A useful tip from a Kenyan elder

By now you will have guessed that I tend to travel quite a lot, whether it’s within my own neck of the woods here in BC, or overseas.

And I seem to be blessed with enough shekels to do it with as well as pay the bills, for which I am eternally grateful…who wouldn’t be.

During one such trip of mine to Kenya, in East Africa, I walked out of Nairobi town, which like any modern city, is crowded with people, buses, donkeys, stray dogs, you name it. I kept walking, trying to get as far away from town as possible, for that is where you get to meet the real people.

Soon the town was far, far away and a quiet peace had descended, with just the chirping of colourful birds to be heard.

Not long afterwards, I came upon a small town, with a row of about 4 or 5 shops, and dozens of huts constucted of mud, grass, corrugated iron sheets etc where the towns people lived I guess. These were very definitely poor people.

As I was walking past, an old gentleman caught my eye, so I waved to him. He waved back and then beckoned to me. I thought it bad manners if I carried on walking past, so I turned around and walked up to the hut he was sitting outside and said Jambo (hello).

Anyway, he spoke w few words of broken english, and mixed with my jumble of swahili that I’d picked up, we got on ok! He asked me if I wanted a cold drink, to which I said no, as I told him I had a headache (kichua-uma). That’s no problem he said and told me to wait while he went inside to get something.

A few minutes later, he came out with a cup of hot tea and a root of some kind cut into pieces. He told me to eat the root up and then drink the tea, and the headache will go away just like a bird flying away.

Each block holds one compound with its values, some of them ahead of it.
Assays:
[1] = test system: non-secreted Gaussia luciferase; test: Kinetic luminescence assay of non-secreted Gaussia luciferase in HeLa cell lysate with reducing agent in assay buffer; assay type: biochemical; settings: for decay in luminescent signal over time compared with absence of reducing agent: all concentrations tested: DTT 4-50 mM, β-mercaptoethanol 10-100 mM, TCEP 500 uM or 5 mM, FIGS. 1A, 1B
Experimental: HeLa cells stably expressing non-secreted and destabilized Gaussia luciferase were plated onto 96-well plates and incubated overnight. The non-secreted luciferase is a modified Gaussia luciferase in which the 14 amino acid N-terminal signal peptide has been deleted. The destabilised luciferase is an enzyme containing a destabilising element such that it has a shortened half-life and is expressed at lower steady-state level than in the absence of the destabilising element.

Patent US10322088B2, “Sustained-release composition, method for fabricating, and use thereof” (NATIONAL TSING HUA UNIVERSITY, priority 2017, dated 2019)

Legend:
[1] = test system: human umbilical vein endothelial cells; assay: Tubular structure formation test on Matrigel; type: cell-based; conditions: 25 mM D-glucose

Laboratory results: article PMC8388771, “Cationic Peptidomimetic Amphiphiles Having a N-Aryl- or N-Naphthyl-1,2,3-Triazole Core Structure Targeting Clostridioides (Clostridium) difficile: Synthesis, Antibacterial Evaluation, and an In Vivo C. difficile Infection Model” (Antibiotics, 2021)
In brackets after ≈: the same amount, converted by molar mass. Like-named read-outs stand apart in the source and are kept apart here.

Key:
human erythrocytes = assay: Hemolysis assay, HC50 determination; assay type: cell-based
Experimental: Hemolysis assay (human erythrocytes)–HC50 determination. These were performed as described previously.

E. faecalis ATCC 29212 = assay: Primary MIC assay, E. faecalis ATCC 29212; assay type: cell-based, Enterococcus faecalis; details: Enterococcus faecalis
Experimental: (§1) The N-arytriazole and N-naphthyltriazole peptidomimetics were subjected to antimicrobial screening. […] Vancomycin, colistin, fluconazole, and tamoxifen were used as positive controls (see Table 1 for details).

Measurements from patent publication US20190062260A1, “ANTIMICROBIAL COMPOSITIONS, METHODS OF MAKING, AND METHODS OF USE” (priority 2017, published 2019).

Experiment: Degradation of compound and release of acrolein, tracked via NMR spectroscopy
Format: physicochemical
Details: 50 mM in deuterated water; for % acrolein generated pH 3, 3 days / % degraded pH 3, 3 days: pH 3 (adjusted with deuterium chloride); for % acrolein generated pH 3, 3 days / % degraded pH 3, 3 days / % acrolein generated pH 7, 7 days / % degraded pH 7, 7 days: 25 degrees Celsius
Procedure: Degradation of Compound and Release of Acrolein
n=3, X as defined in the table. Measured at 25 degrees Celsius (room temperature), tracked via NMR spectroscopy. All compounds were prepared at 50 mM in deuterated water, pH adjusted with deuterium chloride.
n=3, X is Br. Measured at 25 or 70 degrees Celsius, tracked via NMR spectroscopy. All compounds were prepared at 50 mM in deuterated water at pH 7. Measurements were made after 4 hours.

I tasted the root cautiously, not knowing what it might be, but then realised it was raw ginger, so I ate it all up and then sipped at the scorching hot tea.

We carried on chatting about weather, animals, politics of Kenya, tribal problems etc and when I’d finished the tea, I noticed that my headache had indeed completely gone!

I thanked the wise old guy many times for his hospitality and walked off on my travels again, just thinking about how much trust total strangers in a foreign country place on people they’ve never, ever met before. And would I ever offer any stranger I see in my town a cup of tea or invite him/her into my home? It’s just not the done thing in our western way of life, is it? And yet we call ourselves “civilised”. Does being civilised mean that we close ourselves off from everybody, and become caring only to our own family unit and nobody else?

Anyway, ever since that day, any time I get a headache, I rush to my vegetable basket for a piece of ginger, just as the old man had taught me. And it works!

Is there truth in some stories you hear?

During my many visits to the Far East, I heard this story from an old lady in a remote village, which she relayed through her son who spoke English.

STORY

Respect all living things as you would respect your own humankind, she said. If you ever see a bird who has made a nest in your house or garden, or who is making a nest, do not stop it, or do not destroy it’s nest. For if you do, your own house will suffer.

WITNESSED

Back home, one day I was just clearing up the used dishes in my kitchen, while looking through the window at my neighbour’s opposite house some distance away.

I noticed the guy who lives there, climbing a ladder outside his house, reaching up just underneath the rain gutter, and pulling out what looked like grass. I looked again and then noticed he had a round bird nest in his hand, and as he tilted it, out fell some eggs.

I didn’t think twice about it until 2 months later, when we met briefly as I was washing my car. He came over and said hello, etc but looked kind of sad. I asked him if anything was wrong, and he said yes, his wife walked out on him recently and left him on his own with 3 kids to take care of.

Then I remembered that old lady’s story above….

Is there truth in that story? You tell me….

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